A few kilometres at the northern tip of the Matang mangrove forest lies a large wetland swamp where local and migratory birds flourish. Go see the endangered storks, egrets, herons, kingfishers, bulbuls, doves, woodpeckers, magpies, sunbirds, tailorbirds, swifts, sparrows, kites and migratory birds from the northern hemisphere.
The Kuala Gula Bird Sanctuary is among the well-established bird sanctuaries in the Asian region.  It was established in the early 1970’s with the main objective is to protect and conserve the migratory as well as resident bird species.  There are more than 160 species of birds found in the Kuala Gula Bird Sanctuary comprising at least 48 species of migratory birds and 118 species of resident or local birds.  The migratory birds such as the Eurasian curlew (Numenius arquata), Common Redshank (Tringa totanus), Common Greenshank (Tringa nebularia), Mongolian Plovers (Charadrius mongolus), Pacific Goldenplover (Pluvialis fulva), Common Sandpiper (Actitis hypoleucos)

, Cattle Egret (Bubulcus ibis), Little Egret (Egretta garzetta), Great Egret (Ardea alba), Black-headed Gull (Larus ridibundus), Black-naped Tern (Sterna sumatrana) come from Siberia, Japan and China during the migratory season from September until April each year. They usually come in large flocks, numbering from several hundreds to several thousands, individuals.

The mangrove swamp forest and a long stretched of mudflat beaches here provide an excellent feeding ground and nesting habitat for these birds.  The mudflat or benthos ecosystem is rich with minute organisms and plankton such as small crabs, crustaceans, annelids and copepods which are rich in protein.  These organisms also provide the nutrients to generate energy the birds require to continue their journey to the south.

Malaysian Nature Society and the Office of the District Forest Ranger hold bird watching events called “Bird Race” annually between the months of September and April, and it is a must of bird watchers to participate in these events.  For more information, visit websites of the Malaysian Nature Society: or the Perak State Forestry Department:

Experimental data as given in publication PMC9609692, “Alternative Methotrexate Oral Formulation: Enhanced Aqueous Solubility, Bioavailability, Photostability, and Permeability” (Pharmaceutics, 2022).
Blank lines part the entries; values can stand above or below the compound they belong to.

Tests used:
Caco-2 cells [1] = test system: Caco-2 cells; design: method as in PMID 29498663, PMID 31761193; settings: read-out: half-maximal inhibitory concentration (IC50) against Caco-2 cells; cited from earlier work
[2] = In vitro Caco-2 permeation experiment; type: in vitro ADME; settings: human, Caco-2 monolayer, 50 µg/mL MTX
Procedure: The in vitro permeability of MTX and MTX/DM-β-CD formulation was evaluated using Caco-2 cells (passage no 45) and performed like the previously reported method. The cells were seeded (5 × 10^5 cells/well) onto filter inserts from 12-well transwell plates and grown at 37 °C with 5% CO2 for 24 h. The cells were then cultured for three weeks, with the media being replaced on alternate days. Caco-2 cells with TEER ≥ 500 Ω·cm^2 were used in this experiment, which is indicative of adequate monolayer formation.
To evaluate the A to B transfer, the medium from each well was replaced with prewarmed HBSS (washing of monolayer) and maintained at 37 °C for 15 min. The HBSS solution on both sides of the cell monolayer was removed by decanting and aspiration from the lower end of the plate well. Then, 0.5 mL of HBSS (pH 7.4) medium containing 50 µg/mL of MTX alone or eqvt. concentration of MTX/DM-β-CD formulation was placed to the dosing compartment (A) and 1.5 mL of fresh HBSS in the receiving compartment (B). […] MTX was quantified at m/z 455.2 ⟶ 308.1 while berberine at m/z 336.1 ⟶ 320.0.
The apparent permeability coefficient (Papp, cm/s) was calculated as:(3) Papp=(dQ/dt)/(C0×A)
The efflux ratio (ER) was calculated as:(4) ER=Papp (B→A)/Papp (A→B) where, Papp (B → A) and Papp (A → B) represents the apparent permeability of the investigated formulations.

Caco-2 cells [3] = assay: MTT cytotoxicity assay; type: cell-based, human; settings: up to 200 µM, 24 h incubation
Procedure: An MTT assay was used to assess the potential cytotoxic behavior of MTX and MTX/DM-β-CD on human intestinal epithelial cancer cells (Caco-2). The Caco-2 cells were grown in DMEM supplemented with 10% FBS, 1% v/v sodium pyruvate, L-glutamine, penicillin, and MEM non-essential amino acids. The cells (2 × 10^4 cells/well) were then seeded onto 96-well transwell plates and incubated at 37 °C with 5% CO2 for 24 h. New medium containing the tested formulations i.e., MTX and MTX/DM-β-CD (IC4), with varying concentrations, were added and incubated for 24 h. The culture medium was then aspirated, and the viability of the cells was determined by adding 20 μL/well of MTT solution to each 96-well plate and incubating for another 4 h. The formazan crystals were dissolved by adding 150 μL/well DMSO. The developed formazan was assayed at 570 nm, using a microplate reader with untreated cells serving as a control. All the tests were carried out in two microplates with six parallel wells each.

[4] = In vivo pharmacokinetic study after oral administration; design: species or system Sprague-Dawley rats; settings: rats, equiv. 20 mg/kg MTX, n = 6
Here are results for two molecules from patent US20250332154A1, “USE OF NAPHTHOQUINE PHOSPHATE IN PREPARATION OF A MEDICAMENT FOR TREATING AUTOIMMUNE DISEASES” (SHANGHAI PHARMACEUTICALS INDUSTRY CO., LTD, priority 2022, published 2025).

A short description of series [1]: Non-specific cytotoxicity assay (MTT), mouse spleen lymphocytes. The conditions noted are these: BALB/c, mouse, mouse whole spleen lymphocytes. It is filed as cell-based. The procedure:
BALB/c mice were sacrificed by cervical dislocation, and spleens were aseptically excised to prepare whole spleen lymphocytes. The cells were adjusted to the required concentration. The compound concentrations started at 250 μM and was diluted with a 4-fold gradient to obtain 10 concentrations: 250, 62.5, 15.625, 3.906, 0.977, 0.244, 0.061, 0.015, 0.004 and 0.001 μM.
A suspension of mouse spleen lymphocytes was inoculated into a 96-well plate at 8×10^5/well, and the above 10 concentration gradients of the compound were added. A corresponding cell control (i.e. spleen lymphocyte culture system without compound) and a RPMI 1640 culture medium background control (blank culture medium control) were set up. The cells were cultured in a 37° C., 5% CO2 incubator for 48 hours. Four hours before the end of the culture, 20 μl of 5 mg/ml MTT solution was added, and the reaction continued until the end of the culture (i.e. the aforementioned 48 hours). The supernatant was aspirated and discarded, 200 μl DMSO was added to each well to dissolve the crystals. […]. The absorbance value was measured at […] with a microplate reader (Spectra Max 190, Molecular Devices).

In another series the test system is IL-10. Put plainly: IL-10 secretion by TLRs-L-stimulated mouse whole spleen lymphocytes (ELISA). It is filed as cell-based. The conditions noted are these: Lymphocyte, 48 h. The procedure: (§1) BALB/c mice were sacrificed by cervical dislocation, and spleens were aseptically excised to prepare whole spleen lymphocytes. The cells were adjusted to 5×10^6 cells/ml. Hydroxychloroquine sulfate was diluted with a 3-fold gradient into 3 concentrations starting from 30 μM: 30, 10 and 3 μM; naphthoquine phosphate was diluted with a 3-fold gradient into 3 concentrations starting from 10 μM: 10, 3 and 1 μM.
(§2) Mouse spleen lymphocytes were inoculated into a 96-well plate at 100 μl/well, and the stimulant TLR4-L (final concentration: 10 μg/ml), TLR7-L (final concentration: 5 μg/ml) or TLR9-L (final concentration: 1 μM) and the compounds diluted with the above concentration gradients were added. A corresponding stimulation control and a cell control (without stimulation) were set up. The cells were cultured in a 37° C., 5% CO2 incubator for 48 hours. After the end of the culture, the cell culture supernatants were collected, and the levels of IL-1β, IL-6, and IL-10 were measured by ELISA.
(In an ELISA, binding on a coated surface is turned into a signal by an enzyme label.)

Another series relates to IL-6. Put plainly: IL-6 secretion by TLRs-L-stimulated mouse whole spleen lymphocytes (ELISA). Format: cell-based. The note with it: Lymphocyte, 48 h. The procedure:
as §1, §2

Tourists can join fishermen in their daily fishing trips, help them to pull up their fishing nets, collect the fishes and shrimps and put them into pails or ice-boxes.  Tourists can also be of privilege to purchase freshly caught fishes and shrimps from the fishermen.

On the North-South Highway, exit at the Taiping Utara toll and follow road signage to Kuala Gula.  At Kuala Gula, there is a small Chinese fishing village surrounded with scattered Malay houses.  All around this small fishing village is mangrove forest where bird-watchers and nature lovers can venture in. 

Simple and comfortable accommodation can be sought at the Matang Nature Education Centre or homestay in nearby Malay villages as mentioned above.

There are a few Chinese restaurants serving fresh seafood.  There are also a few Malay food outlets selling seafood noodles and rice.


Nearby communities offer night time boat rides to see the fireflies.  One of the simple natural wonders of mangrove forests, these flashing insects amaze visitors with their sparkling displays.
Kampung Dew is one of the many coastal villages that offer such tours with guides.  For more information, call Khairul (012-5145023), Azman (019-5788982) or Zul (013-5256508); or visit website:
For nature guides and tours, contact the Larut Matang District Forestry Department (Tel: 05-8072762) to organize tours with local guides for ecology or bird-watching and book groups to use the camping and information centre facilities.

Kuala Sepetang is situated about 12 kilometres from the Taiping toll exit of the North-South Highway.  Follow the road signage to Kuala Sepetang.

View Larger Map

Simple but comfortable homestay can be sought at Kampung Dew, or call Khairul (012-5145023)Azman (019-5788982) or Zul (013-5256508).

Kampung Dew is famous for its seafood curry mee and prawn mee which are often served together with an icy dessert.



Pulau Kelumpang, an island located in the Matang mangroves, is reputed to have the most picturesque mangrove swamp in the world.  A visit to this island is a must for those who wish to have a closer look at nature and learn about the special habitat of the wildlife found here.
According to an archaeological study by the Malaysia Science University or USM, Pulau Kelumpang was found to be inhabited by an early Malay settlement about 1,000 years ago. Their remains and graveyards together with natural and synthetic gem and rock artifacts have been found in Pulau Kelumpang.
As such, this island is an excellent destination for tourists who are interested in nature or archaeology, but only for a day trip because this island does not have accommodation nor food outlets.

A boat ride is required to go to Pulau Kelumpang.  Make arrangements with either the office of the District Forest Ranger or negotiate a boat ride with the villagers from the nearby villages.  

There is no accommodation in island, and camping is not very suitable as there is no fresh water.  Try affordable homestay at nearby Malay villages.


Sincere there is also no food outlet on this island, visitors are advised to bring along some snacks and bottled drinks.